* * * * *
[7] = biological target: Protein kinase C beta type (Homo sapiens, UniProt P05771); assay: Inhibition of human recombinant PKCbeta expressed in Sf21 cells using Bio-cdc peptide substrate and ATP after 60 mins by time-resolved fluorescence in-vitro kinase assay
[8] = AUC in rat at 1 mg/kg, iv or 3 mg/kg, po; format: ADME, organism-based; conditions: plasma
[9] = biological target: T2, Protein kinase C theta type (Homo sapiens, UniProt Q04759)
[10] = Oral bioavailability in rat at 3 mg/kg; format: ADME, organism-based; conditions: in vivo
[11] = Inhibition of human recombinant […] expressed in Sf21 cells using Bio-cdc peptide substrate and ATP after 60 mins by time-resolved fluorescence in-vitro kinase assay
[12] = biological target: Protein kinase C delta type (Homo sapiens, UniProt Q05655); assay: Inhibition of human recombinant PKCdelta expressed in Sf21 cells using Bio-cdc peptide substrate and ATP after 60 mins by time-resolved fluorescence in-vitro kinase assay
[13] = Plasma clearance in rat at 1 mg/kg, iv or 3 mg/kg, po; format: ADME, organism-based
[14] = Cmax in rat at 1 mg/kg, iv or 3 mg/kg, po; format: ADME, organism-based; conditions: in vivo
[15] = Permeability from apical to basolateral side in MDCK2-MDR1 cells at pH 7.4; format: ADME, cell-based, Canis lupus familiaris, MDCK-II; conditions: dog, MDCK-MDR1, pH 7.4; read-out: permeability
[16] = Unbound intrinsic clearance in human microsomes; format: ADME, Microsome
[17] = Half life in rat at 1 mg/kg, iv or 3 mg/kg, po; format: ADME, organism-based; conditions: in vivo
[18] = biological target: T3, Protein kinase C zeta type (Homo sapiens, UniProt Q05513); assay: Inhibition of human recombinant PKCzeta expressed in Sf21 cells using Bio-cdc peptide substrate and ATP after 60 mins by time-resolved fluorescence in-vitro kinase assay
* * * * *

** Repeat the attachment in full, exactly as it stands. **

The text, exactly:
[7] = biological target: Protein kinase C beta type (Homo sapiens, UniProt P05771); assay: Inhibition of human recombinant PKCbeta expressed in Sf21 cells using Bio-cdc peptide substrate and ATP after 60 mins by time-resolved fluorescence in-vitro kinase assay
[8] = AUC in rat at 1 mg/kg, iv or 3 mg/kg, po; format: ADME, organism-based; conditions: plasma
[9] = biological target: T2, Protein kinase C theta type (Homo sapiens, UniProt Q04759)
[10] = Oral bioavailability in rat at 3 mg/kg; format: ADME, organism-based; conditions: in vivo
[11] = Inhibition of human recombinant […] expressed in Sf21 cells using Bio-cdc peptide substrate and ATP after 60 mins by time-resolved fluorescence in-vitro kinase assay
[12] = biological target: Protein kinase C delta type (Homo sapiens, UniProt Q05655); assay: Inhibition of human recombinant PKCdelta expressed in Sf21 cells using Bio-cdc peptide substrate and ATP after 60 mins by time-resolved fluorescence in-vitro kinase assay
[13] = Plasma clearance in rat at 1 mg/kg, iv or 3 mg/kg, po; format: ADME, organism-based
[14] = Cmax in rat at 1 mg/kg, iv or 3 mg/kg, po; format: ADME, organism-based; conditions: in vivo
[15] = Permeability from apical to basolateral side in MDCK2-MDR1 cells at pH 7.4; format: ADME, cell-based, Canis lupus familiaris, MDCK-II; conditions: dog, MDCK-MDR1, pH 7.4; read-out: permeability
[16] = Unbound intrinsic clearance in human microsomes; format: ADME, Microsome
[17] = Half life in rat at 1 mg/kg, iv or 3 mg/kg, po; format: ADME, organism-based; conditions: in vivo
[18] = biological target: T3, Protein kinase C zeta type (Homo sapiens, UniProt Q05513); assay: Inhibition of human recombinant PKCzeta expressed in Sf21 cells using Bio-cdc peptide substrate and ATP after 60 mins by time-resolved fluorescence in-vitro kinase assay